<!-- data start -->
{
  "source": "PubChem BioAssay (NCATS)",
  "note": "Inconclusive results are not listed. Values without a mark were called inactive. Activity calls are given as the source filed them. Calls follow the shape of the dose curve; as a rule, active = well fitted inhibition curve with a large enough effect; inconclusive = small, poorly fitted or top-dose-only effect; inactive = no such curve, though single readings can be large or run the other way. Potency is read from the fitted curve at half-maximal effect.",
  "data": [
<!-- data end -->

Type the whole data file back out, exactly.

{
  "source": "PubChem BioAssay (NCATS)",
  "note": "Inconclusive results are not listed. Values without a mark were called inactive. Activity calls are given as the source filed them. Calls follow the shape of the dose curve; as a rule, active = well fitted inhibition curve with a large enough effect; inconclusive = small, poorly fitted or top-dose-only effect; inactive = no such curve, though single readings can be large or run the other way. Potency is read from the fitted curve at half-maximal effect.",
  "data": [